You should tell your doctor if you are taking or have recently taken any medications (prescription, nonprescription or natural/herbal), especially:

  • other antidepressants, such as SSRIs, certain tricylics, drugs used to treat schizophrenia, or bipolar depression (e.g. lithium)

  • drugs which may affect blood clotting and increase bleeding, such as drugs used to thin the blood (anticoagulants, e.g. warfarin), as well as acetylsalicylic acid (e.g. Aspirin) and other non-steroidal anti-inflammatory drugs (e.g. ibuprofen)

  • certain medicines used to treat patients with irregular heart beats

  • certain drugs used to treat diabetes

  • other drugs that affect serotonin, such as lithium, linezolid, tramadol, drugs containing tryptophan, St. Johns Wort, triptans used to treat migraines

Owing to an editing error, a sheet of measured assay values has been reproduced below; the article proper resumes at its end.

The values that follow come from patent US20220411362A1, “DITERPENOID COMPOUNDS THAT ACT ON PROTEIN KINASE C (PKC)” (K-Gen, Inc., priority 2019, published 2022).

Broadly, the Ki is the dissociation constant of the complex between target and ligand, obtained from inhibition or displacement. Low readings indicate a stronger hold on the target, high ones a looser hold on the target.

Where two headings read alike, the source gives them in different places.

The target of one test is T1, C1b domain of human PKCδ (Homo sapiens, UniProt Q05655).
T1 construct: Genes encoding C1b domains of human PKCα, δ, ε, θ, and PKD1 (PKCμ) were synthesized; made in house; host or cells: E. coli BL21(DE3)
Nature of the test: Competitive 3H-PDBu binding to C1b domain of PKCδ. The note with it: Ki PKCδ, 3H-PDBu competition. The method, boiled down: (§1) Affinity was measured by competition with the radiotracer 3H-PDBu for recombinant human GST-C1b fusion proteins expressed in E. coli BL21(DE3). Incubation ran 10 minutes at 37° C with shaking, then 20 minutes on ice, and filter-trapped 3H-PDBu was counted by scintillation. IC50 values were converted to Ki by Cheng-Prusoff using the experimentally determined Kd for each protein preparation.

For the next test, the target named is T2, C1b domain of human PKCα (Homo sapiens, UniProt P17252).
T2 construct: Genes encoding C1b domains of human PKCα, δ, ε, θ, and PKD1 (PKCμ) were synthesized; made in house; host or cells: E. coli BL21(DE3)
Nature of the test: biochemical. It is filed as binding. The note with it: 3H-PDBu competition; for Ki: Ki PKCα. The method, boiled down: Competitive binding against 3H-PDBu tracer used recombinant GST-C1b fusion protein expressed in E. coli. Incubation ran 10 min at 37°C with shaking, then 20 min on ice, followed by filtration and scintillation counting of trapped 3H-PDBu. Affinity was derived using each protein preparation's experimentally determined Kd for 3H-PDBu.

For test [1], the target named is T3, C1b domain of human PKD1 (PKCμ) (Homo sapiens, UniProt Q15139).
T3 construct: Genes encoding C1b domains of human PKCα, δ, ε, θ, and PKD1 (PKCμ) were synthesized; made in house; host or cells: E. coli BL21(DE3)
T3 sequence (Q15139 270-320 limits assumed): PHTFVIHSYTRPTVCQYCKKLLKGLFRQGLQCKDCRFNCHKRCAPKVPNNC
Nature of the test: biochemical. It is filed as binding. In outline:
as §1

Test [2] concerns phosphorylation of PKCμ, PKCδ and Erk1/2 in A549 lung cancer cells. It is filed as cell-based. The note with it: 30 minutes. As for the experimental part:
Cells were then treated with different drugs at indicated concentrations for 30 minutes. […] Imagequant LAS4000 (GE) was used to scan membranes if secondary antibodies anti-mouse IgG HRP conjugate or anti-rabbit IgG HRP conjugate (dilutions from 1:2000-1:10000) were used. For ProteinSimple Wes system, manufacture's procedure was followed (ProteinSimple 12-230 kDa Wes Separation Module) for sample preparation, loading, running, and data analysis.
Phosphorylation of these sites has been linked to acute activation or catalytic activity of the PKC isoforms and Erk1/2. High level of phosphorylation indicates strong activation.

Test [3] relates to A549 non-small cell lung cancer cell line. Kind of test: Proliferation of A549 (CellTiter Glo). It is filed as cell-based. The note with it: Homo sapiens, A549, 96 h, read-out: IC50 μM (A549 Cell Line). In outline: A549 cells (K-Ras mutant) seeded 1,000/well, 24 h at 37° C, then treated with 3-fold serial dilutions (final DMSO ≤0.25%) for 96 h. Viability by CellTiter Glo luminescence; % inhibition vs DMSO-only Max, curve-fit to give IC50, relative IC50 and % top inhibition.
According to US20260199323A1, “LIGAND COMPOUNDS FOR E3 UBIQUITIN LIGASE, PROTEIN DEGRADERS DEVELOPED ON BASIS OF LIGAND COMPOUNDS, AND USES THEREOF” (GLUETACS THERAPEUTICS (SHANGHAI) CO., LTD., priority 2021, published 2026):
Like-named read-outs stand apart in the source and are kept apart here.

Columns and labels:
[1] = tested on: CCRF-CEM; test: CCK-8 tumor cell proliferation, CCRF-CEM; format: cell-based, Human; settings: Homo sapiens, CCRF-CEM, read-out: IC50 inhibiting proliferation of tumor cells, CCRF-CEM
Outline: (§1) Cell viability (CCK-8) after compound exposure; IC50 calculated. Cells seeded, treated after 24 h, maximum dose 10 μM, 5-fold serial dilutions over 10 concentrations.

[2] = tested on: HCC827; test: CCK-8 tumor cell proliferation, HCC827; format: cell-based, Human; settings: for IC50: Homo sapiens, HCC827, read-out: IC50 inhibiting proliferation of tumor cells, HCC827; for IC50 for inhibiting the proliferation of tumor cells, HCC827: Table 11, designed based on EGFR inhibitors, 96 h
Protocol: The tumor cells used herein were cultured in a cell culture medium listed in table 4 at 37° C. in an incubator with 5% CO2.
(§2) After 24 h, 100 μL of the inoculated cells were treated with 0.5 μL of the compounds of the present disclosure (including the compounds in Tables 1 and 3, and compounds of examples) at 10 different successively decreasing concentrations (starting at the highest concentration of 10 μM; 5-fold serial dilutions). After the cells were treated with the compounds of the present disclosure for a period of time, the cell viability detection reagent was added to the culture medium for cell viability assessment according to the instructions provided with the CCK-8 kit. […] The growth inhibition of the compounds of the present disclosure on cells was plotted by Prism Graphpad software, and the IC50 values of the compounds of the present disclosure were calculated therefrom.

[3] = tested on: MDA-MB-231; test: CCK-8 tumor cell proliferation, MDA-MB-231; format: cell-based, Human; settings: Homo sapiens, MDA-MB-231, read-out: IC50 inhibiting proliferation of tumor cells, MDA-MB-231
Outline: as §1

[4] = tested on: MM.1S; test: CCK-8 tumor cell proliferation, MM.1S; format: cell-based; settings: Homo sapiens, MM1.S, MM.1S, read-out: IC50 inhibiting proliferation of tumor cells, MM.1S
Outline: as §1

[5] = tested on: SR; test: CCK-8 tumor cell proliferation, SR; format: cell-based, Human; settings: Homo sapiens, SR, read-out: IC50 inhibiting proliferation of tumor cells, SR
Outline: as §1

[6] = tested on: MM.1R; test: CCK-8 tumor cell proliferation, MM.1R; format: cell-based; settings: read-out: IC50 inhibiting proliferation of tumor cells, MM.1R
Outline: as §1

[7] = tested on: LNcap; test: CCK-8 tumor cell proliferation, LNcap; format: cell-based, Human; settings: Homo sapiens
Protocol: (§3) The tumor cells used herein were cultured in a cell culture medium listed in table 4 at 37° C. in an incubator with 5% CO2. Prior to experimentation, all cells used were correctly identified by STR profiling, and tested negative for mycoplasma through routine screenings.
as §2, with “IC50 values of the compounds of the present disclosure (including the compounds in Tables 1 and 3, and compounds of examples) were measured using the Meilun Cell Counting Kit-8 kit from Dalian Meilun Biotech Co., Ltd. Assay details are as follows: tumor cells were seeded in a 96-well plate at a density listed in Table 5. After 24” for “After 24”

• sedatives such as benzodiazapines

As with many drugs that work directly on the brain, use of alcohol while taking PROZAC should be limited/moderate.

Proper Use of Prozac

Usual dose

  • It is very important that you take PROZAC exactly as your doctor has instructed. Generally people take between 20 mg to 80 mg per day for depression and obsessive-compulsive disorder and between 20 and 60 mg per day for bulimia.

  • PROZAC is usually taken once a day. It may be taken with or without food. If you are taking capsules, you should swallow the capsules whole; do not chew them.

  • You should continue to take your medicine even if you do not feel better, as it may take a number of weeks for your medicine to work.

  • Keep taking your PROZAC until the doctor tells you to stop.

  • Talk to your doctor before you stop taking your medication on your own.